3 Salary Negotiation Tips For Reluctant Negotiators

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Piggy bank and coins


Jen Hubley Luckwaldt via PayScale
Jen Hubley Luckwaldt via PayScale
Only 43 percent of respondents to PayScale’s survey said they’d ever negotiated salary in their current field. So, if you’re not super excited about asking for more money, you’re in good company. That doesn’t mean you should avoid negotiating, however; 75 percent of those who asked for more money got some kind of a raise, per PayScale’s Salary Negotiation Guide.
So, what should you do if you’re reluctant to negotiate? Get creative and find a method of asking that feels more comfortable for you.
1. Negotiate by email.
Afraid you’ll hem and haw your way out of a salary bump in person? If you’re negotiating a job offer, asking by email could be an easier alternative.
Alison Doyle, Job Search Expert at The Balance, says that it’s generally better to negotiate in person or over the phone, but that email can work “if you phrase it carefully.”
“It could also be easier for the employer, because they don’t have to respond right away,” she says.
If you decide to negotiate by email, keep a few guidelines in mind:
  • Manners count. Start by thanking the hiring manager for the offer.
  • Emphasize your enthusiasm for the position, and be as specific as possible about why you’re excited to work there. You want to make it clear that you’re genuinely enthused about the role.
  • Keep your request in line with the market. PayScale’s Salary Survey can help you set a target salary that’s appropriate for the role, so that you can negotiate confidently.
2. Write a script.
If you’re asking for a raise at a job you’ve had a long time, however, you’re probably going to have to do it in person. It’ll seem weird if you email your boss of five years from two cubicles away to ask for more money.
In fact, there’s a protocol for asking for a raise at a job you’ve had for a while. In short:
  • Ask for a meeting to discuss compensation. Don’t sandbag your boss at your regular one-on-one or in the break room with a request for more cash.
  • Come with a target in mind, but also a smaller number that would make you happy, as well. (Both based on data, of course, and not on what your coworker says she makes, etc.)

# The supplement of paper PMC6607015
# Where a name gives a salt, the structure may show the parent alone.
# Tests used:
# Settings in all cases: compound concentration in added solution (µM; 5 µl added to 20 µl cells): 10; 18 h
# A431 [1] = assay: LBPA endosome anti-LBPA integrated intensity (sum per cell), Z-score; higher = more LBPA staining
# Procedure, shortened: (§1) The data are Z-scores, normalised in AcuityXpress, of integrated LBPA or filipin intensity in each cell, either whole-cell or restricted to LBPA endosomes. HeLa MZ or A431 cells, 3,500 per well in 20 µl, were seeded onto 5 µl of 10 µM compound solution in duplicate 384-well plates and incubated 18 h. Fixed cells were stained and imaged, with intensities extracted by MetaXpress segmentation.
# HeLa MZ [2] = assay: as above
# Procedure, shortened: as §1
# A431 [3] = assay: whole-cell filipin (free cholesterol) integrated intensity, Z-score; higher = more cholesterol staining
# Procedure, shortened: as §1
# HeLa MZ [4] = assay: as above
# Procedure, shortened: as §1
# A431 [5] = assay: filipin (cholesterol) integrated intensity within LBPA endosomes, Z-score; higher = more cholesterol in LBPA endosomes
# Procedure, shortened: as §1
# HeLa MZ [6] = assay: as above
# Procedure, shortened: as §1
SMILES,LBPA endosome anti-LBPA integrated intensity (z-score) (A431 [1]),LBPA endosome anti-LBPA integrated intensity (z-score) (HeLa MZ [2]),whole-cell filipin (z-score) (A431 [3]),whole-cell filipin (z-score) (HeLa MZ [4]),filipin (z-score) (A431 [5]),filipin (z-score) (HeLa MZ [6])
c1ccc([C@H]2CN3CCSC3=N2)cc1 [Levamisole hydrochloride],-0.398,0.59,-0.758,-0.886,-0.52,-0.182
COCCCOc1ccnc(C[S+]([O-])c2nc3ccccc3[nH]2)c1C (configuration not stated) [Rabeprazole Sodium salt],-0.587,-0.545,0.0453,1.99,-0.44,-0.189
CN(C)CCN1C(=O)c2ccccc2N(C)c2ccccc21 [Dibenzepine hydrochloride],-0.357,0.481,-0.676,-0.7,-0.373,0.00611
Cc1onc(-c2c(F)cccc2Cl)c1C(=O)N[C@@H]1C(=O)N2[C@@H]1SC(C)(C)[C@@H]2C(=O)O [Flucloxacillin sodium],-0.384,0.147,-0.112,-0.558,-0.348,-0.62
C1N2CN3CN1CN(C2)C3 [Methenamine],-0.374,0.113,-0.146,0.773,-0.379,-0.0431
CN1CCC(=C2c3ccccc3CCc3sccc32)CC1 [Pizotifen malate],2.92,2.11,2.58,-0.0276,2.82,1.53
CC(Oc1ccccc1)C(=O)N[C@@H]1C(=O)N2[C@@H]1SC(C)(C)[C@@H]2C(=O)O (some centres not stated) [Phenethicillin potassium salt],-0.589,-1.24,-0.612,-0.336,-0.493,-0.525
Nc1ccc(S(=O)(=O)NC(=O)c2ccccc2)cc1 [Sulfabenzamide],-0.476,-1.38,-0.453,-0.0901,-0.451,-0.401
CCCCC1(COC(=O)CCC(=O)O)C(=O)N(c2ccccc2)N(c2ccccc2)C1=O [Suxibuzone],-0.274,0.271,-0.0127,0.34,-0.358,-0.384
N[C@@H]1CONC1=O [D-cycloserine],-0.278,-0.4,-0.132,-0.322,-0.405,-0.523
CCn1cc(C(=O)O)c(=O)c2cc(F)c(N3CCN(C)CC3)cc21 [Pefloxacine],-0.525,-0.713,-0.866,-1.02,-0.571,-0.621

• It’s also a good idea to have some other perks in mind that might make up for a raise, if a pay increase isn’t in the budget. Would working from home give you more work-life balance? Would free classes or seminars help you build your skills and thus climb to the next rung in the corporate ladder over time? Negotiations are about concessions, so don’t just come with one thing on your list.
When you figure out what you want, write yourself a script. Practice your main points until you feel comfortable speaking conversationally, so you won’t seem rehearsed or rigid in your request. (Not sure where to start? These salary negotiation scripts can help.)
3. Justify your request.
This advice is especially useful for women who are negotiating salary, because studies show that women pay a higher social cost than men when they ask for more. However, regardless of your gender, if you’re a reluctant negotiator you might try one of these tricks, courtesy of Sheryl Sandberg (h/t: CareerBliss):
  • “My manager suggested I talk with you about my compensation.” (Points to a more senior person in the org chart. This obviously only works if you do, in fact, have a manager in your corner.)
  • “My understanding is that jobs that involve this level of responsibility are compensated at this range.” (Use market data to back up your claim.)
  • Use communal pronouns: “We had a great year” vs. “I had a great year.” (Again, this is especially important for women, who are still looked at as being selfish when they ask for themselves instead of thinking of themselves as part of a group.)
This article originally appeared on PayScale.com.